BOEING NEARS DECISION ON MOVING 787 PRODUCTION TO SOUTH CAROLINA
Boeing Co. is nearing a decision to shift more 787 Dreamliner production to South Carolina, industry sources said, a cost-cutting strategy accelerated by the COVID-19 pandemic that would deplete its iconic factory north of Seattle, Eric M. Johnson and Tim Hepher reported for Reuters.
As recently as last year, Boeing was making record numbers of 787s at its Everett widebody hub north of Seattle and - since 2012 - a second plant in North Charleston, South Carolina. But the strategy of supporting two plants has been severely tested by the coronavirus slump in international travel, on top of a cyclical downturn in demand for big jets.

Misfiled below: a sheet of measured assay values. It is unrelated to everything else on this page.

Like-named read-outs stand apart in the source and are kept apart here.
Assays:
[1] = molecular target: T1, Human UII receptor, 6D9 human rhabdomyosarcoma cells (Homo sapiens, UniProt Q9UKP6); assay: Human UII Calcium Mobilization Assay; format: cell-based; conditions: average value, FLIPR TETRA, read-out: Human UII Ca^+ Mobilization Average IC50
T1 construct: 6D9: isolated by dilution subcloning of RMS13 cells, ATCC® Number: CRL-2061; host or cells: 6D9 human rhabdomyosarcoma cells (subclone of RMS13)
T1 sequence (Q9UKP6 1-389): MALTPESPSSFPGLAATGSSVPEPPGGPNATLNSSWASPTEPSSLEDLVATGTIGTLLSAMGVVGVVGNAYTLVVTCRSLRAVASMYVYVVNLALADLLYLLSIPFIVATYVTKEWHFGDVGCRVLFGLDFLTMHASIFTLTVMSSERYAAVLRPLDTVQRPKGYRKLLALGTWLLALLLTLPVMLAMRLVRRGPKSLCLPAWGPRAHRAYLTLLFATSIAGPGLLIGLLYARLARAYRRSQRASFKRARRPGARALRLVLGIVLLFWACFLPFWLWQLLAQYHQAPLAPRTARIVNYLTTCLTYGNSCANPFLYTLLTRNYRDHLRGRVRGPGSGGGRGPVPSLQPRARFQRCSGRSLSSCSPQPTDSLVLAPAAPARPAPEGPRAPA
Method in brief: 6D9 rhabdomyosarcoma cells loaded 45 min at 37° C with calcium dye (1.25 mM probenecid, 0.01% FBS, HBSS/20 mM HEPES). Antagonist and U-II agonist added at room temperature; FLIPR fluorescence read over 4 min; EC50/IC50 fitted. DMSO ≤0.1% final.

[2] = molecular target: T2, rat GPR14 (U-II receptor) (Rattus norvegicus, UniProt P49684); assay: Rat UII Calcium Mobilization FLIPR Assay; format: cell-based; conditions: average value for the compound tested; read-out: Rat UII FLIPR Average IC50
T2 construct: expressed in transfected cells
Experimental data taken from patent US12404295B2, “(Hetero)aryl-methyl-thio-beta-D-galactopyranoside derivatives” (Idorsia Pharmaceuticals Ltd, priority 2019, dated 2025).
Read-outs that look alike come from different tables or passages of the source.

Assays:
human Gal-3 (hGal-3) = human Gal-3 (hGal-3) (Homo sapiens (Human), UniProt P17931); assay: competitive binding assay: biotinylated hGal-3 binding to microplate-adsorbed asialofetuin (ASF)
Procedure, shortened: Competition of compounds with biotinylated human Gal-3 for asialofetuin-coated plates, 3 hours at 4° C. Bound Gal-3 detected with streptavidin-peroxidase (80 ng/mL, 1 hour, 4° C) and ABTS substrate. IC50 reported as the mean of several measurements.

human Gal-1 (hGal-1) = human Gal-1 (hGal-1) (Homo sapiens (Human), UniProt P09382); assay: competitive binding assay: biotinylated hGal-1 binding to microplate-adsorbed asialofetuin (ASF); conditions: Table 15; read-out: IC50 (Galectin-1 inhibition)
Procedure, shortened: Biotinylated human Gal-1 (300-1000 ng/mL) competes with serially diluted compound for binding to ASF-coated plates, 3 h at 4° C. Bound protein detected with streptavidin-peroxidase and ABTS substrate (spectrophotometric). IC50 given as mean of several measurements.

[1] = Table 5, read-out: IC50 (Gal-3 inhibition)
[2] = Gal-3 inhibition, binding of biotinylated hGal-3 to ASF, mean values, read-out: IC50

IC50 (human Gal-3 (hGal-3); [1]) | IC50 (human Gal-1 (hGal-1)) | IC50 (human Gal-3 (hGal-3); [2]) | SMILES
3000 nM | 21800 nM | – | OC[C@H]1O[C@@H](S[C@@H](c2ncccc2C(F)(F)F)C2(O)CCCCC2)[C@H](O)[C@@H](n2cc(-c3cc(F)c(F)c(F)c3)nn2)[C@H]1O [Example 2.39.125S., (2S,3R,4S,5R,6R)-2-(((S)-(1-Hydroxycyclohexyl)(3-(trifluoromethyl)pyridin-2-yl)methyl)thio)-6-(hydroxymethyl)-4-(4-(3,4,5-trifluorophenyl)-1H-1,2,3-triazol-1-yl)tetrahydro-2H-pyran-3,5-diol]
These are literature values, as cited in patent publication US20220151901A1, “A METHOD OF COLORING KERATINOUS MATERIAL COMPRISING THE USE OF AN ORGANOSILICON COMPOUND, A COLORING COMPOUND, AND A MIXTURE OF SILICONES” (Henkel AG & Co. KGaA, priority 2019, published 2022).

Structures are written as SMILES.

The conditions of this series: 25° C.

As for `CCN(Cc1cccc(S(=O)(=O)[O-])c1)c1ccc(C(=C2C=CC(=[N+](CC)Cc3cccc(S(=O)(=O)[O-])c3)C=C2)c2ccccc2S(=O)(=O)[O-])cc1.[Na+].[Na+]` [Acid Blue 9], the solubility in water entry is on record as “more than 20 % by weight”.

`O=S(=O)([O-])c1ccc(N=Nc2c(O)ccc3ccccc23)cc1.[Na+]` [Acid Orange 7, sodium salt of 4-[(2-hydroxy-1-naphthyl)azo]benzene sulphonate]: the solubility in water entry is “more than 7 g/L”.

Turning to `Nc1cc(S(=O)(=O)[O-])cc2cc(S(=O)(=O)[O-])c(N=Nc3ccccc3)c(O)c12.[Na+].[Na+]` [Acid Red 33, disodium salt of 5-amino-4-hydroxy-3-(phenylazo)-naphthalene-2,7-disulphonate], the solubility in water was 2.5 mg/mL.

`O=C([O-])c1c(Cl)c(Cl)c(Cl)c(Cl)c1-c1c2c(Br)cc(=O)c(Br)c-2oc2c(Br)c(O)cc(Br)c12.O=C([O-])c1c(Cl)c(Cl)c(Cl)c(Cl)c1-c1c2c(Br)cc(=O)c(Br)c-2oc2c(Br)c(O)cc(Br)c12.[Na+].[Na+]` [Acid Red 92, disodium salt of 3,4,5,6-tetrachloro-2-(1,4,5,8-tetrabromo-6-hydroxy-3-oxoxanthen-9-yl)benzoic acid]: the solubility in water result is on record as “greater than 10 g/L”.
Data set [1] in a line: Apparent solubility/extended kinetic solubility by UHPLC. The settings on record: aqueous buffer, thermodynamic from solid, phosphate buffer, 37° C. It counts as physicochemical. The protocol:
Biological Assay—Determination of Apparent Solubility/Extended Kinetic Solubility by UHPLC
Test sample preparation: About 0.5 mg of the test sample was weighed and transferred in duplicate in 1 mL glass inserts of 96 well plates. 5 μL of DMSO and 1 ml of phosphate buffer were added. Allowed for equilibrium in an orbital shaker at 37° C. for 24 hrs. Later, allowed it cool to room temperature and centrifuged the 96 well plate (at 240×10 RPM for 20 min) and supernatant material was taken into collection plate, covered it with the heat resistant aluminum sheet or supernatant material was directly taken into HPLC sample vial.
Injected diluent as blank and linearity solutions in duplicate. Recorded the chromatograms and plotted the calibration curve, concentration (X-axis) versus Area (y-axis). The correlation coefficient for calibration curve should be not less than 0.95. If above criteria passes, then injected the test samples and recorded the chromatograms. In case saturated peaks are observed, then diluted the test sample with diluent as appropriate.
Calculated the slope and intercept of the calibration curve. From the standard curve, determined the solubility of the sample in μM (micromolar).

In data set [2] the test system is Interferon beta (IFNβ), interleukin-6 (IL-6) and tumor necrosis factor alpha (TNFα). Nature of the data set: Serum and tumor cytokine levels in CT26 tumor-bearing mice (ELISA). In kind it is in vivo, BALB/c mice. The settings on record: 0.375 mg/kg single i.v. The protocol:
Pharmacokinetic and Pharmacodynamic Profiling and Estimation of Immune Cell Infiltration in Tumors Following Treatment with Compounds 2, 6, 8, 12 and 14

The decision marks a watershed moment in a decade-long saga that has seen the 787 emerge as an alternative cash cow to the 737 MAX, grounded for 18 months after fatal crashes. Barring a last-minute U-turn, Boeing is “all but certain” to move the rest of 787 production away from its traditional base to South Carolina, two people briefed on its thinking said. It could be announced by late October when Boeing reports earnings, they added.
Pressure for a decision is imminent as suppliers need to know what parts to make for jets in 2022. The decision is “weeks not months” away, one of them said. However, several sources cautioned the decision was still subject to final approval and may require additional analysis.
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